irreparably damaged by warm ischemic injury during the dying process (35). In addition, there are time constraints related to logistical preparations that include the
surgical procurement team and anesthetist/operating room staff who must be alerted
and on hold until death and minimum criteria to donate are established.
A clinical tool developed by the University of Wisconsin program has predicted,
with 90 per cent accuracy, those patients who will expire within 2 hours following
WLST (57) (follow-up data from 2003–2006 reveals 82 per cent accuracy (58)). The
testing protocol collected information that includes patient age, airway status, vasopressor and inotrope therapy, and the respiratory status following 10 minutes of
disconnect from the ventilator (respiratory rate, tidal volume, negative inspiratory
force, blood pressure, pulse, and oxygen saturation). Selection of candidates for organ
donation is predicated on the respiratory drive assessment and the use of this predictive tool prior to WLST. The Wisconsin experience would suggest that about
10 per cent of potential DCD donors were returned to the unit or hospital floor for
palliative care (59). The United Network for Organ Sharing (UNOS) DCD consensus
committee (60) developed criteria to predict death within 60 minutes. These criteria
have now been validated, and they obviate the need for special evaluation as they are
based on patient and life support characteristics at the time of WLST (61). They are
largely based on degree of oxygenation failure, hemodynamic supports, the use of
extracorporeal life support technologies and the method of WLST on how rapidly a
patient dies. The authors found that the two most powerful predictors of death in
under 60 minutes were peak inspiratory pressure greater than 30 and a Glasgow
Coma Score of 3. Interestingly, dose of sedating medications was proportional to
latency to death after WLST: the more medication the patient received in the first
60 minutes, the less likely they were to expire in under 30 or 60 minutes.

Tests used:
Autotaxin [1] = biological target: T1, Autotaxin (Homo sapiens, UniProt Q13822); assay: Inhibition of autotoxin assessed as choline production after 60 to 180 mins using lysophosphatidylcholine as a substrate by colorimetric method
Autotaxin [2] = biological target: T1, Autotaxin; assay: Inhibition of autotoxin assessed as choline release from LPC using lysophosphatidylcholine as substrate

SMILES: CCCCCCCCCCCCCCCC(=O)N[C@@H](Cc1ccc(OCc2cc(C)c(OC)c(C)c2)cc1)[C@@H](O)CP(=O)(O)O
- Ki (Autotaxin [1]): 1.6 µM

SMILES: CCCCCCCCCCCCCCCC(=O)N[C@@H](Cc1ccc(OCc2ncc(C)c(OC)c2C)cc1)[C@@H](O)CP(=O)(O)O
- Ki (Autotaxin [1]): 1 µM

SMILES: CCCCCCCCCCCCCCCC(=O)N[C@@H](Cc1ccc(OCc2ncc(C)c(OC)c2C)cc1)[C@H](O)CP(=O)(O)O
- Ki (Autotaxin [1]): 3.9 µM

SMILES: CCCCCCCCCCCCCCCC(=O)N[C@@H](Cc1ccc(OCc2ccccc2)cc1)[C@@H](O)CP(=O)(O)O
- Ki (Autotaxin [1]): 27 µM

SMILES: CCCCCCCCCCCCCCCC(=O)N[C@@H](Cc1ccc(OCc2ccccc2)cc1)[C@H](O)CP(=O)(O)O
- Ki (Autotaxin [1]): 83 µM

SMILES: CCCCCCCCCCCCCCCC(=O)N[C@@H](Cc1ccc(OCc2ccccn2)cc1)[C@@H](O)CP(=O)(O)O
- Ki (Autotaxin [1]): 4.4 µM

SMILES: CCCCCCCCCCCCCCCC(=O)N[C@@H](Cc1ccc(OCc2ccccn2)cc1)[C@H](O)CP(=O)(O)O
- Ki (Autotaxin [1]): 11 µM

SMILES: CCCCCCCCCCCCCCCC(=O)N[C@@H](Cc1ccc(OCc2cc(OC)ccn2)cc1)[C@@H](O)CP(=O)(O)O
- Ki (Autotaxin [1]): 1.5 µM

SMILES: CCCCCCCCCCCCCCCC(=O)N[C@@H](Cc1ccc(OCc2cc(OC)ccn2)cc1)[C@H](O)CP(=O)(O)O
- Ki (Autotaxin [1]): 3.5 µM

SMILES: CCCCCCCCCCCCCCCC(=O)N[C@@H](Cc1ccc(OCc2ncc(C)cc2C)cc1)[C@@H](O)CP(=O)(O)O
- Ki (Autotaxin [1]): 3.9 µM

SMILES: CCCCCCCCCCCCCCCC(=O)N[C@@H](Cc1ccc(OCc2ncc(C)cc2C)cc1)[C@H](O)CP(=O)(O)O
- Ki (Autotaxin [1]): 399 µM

The role of the operating room
WLST commonly occurs within the ICU environment, and rarely occurs in the
operating room. As a result, one should expect a ‘culture shock’ among operating
room staff who rarely care for dying patients, and even more rarely assist with the
dying process by electively withdrawing life-sustaining treatment. Access to a surgical
suite is typically required for organ procurement in controlled DCD, often necessitating transfer of the patient to the operating room prior to WLST. While this allows
rapid surgical intervention for organ preservation and procurement after death, it can
raise concerns among surgical staff. Concerns have also been cited about involvement
of third party anesthesiologists during withdrawal of life-sustaining measures, particularly if they have not been previously involved with the care and WLST discussions
specific to that patient (62). In most cases, it will be in the best interests of the patient,
the family and the surgical suite staff for the ICU treating team to continue to assume
responsibility for the dying process regardless of the location of WLST.

Donor-based interventions relative to phases of care
In many DCD programs, it is permissible to perform interventions on the patient to preserve the option of donation for the family, maximise the potential for useable organs, or
improve the function of organs once transplanted. The timing and type of interventions
may vary by region and also with the introduction of new therapies over time.
From the bioethical and legal perspective, the relevant intervals of care are before
death and after death, and the potential for restoration of cerebral function.
Pre-mortem interventions may include the following:
1. Blood testing for donor eligibility (tissue typing, cross match, virology screen and
organ function testing).
2. Staged preparation for in situ preservation or extracorporeal oxygenated perfusion, which may include sterile preparation and draping of the surgical field,
isolation of femoral vessels by surgical cutdown and cannulation of vessels.
3. Pharmacological: administration of anticoagulants (e.g., heparin), arterial